Marinet’s concerns confirmed: Dutch trawler keeps rewards of illegal haul

Sea Fish Magazine reports, 11th March 2015: “It has been reported that the owner of a Cornelis Vrolijk super-trawler, caught fishing illegally in south-west England, has been allowed to sell its haul for £437,000 while being fined a fraction of the profits, The Times reports.

“The Frank Bonefaas was found to be carrying 632,000 kilos of mackerel that it had caught in a protected area off south-west England, where fishing is restricted.

“The British Royal Navy boarded the 120m trawler in March last year and found the illegal haul, the biggest detected in recent years. The mackerel is all believed to have been caught inside the protected area, reports.

“The master and owner of the trawler pleaded guilty last Friday at Bodmin magistrates’ court in Cornwall. They were fined £97,000 and ordered to pay costs of £5,000. This is a net difference of £335, 000, still in the hands of the perpetrators.

“The Marine Management Organisation (MMO), the government agency which brought the prosecution, admitted yesterday that Cornelis Vrolijk, the Dutch company that owns the trawler, had been allowed to keep the catch.

“A spokeswoman said that the MMO had invited the court to consider imposing a fine that would match the full value of the haul, but it had chosen not to do so. The decision to allow the retention of 75% (minima) of an illegal haul has sparked debate as to whether this was now an invitation to copycat acts, whereby the likely fines would be a weak deterrent.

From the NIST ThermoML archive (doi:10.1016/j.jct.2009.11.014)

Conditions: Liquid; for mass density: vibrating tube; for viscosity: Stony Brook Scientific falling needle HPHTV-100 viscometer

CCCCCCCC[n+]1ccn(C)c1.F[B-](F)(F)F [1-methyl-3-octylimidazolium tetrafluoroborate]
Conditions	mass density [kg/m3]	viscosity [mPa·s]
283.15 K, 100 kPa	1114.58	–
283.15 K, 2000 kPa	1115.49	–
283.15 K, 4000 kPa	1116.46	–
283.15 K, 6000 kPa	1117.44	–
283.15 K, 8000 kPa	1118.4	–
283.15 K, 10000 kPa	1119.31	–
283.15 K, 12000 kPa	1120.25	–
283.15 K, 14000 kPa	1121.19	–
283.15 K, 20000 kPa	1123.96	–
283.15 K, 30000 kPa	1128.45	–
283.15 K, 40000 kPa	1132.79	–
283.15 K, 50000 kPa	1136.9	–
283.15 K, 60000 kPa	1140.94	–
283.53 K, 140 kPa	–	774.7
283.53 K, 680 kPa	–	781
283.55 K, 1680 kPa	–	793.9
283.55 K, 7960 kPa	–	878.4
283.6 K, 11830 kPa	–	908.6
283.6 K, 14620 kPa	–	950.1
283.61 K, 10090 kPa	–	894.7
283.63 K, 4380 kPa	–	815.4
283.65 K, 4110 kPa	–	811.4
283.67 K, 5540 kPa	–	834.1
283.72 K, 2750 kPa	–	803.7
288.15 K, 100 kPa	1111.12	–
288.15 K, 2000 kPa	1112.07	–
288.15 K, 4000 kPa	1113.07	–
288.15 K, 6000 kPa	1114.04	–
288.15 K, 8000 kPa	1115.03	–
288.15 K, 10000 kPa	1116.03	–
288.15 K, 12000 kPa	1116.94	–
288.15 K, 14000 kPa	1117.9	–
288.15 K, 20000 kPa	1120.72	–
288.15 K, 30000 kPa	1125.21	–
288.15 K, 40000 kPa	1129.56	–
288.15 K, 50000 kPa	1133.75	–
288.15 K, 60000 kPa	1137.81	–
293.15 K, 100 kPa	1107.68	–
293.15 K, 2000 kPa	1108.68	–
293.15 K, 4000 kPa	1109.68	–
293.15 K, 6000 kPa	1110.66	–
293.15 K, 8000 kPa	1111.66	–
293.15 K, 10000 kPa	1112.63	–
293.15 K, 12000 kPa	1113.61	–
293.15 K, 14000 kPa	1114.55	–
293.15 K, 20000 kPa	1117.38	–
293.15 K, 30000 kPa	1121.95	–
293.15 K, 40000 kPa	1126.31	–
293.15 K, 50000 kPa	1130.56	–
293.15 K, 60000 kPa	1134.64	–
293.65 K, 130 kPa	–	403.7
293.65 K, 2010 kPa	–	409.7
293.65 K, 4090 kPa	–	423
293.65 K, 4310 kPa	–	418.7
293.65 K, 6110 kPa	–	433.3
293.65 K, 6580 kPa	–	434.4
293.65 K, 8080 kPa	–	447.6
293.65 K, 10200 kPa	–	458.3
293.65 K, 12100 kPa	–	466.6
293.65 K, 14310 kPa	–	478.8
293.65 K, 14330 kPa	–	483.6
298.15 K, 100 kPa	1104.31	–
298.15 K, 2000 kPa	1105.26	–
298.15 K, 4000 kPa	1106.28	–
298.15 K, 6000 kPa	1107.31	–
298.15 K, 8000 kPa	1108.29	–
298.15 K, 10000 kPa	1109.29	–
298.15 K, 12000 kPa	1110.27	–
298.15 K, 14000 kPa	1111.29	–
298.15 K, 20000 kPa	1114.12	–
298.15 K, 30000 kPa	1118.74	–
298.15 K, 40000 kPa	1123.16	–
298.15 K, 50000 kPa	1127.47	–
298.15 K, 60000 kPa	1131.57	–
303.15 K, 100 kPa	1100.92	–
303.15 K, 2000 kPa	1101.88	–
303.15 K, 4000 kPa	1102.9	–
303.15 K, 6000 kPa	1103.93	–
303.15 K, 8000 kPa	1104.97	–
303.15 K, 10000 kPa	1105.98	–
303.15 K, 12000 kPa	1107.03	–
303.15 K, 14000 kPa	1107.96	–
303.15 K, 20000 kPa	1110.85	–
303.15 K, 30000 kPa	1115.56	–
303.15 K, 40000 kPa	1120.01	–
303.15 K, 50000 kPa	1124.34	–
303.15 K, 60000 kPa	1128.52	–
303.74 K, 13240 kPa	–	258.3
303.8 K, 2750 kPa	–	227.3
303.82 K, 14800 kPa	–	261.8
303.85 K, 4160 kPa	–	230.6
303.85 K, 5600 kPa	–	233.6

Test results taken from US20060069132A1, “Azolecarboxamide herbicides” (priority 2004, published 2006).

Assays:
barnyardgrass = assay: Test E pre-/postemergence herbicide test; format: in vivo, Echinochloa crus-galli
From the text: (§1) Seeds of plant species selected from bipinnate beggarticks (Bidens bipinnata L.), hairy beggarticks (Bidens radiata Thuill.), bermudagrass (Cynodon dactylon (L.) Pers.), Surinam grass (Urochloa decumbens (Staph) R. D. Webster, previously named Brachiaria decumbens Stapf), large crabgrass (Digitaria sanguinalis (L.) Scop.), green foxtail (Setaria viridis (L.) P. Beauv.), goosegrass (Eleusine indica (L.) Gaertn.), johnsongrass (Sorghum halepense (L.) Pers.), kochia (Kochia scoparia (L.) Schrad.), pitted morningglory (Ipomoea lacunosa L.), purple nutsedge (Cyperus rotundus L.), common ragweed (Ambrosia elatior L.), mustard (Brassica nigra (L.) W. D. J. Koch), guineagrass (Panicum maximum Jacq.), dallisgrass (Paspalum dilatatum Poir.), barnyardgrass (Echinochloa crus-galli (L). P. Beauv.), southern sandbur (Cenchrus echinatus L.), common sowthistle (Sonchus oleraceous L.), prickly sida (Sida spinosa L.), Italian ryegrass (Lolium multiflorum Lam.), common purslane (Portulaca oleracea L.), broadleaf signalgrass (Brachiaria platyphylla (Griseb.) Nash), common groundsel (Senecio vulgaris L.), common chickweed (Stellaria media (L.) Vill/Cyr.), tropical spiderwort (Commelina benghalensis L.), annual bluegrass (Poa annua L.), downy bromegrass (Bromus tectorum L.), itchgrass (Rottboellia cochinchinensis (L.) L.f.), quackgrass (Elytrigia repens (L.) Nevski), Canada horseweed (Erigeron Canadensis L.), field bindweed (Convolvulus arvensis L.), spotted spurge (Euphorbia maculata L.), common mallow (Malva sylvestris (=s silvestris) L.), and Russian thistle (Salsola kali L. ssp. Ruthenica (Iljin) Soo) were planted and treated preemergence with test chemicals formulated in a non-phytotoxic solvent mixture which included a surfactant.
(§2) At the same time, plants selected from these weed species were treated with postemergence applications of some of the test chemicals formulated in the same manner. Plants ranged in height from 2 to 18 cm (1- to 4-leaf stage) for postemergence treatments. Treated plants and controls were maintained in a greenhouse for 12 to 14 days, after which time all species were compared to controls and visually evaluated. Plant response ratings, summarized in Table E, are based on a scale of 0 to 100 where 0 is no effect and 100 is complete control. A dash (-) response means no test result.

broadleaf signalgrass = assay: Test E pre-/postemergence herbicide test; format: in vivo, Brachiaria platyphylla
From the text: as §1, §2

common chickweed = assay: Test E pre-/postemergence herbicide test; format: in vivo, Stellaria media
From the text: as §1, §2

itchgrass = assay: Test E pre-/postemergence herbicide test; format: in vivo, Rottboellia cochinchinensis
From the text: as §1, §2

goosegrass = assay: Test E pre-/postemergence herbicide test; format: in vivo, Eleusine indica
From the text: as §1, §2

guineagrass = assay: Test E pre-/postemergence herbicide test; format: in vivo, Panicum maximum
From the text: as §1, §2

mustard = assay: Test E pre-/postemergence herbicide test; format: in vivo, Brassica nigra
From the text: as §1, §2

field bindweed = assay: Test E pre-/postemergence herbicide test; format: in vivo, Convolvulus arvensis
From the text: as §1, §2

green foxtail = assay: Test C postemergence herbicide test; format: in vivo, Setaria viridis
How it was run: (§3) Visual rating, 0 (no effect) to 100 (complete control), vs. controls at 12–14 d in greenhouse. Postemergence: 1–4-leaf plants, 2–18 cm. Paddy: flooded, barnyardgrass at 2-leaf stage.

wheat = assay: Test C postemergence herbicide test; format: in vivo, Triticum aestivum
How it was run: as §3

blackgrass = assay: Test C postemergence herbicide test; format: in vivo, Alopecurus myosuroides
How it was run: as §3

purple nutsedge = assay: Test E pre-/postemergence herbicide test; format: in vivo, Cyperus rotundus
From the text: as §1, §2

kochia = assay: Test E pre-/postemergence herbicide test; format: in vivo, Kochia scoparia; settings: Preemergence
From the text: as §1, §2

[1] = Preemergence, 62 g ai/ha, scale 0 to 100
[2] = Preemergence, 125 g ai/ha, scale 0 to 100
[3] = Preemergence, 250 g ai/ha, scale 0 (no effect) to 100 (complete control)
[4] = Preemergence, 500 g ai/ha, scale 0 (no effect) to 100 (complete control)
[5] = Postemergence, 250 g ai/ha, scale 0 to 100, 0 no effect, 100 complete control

“Since the story has broken, social media has been ablaze with outrage from the angling community, as the contempt shown towards law, fish stocks and the apparent lack of judicial commitment flies in the face of conservation efforts.

“The Frank Bonefaas is a super-trawler that controls almost a quarter of England’s fish quota, said the Times.

“Teresa Portmann, a marine consultant, said that the MMO’s estimate of the value of the mackerel found on the Frank Bonefaas was conservative and that the haul could have been worth more than £750,000.

Source: Sea Fishing Magazine, 11th March 2015. For the full text, see:

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